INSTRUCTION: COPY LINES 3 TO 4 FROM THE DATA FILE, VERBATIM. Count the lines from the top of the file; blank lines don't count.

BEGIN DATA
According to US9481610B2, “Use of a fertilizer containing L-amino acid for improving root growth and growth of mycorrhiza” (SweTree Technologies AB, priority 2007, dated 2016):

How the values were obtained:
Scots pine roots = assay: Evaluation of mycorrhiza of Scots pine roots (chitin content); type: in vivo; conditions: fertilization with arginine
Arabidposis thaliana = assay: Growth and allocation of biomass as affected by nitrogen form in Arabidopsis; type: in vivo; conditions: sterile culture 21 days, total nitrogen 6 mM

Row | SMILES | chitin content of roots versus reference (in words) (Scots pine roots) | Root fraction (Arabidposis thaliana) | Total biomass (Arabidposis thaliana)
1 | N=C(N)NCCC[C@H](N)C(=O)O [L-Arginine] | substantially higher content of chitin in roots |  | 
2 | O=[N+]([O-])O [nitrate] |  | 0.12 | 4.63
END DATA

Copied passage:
Scots pine roots = assay: Evaluation of mycorrhiza of Scots pine roots (chitin content); type: in vivo; conditions: fertilization with arginine
Arabidposis thaliana = assay: Growth and allocation of biomass as affected by nitrogen form in Arabidopsis; type: in vivo; conditions: sterile culture 21 days, total nitrogen 6 mM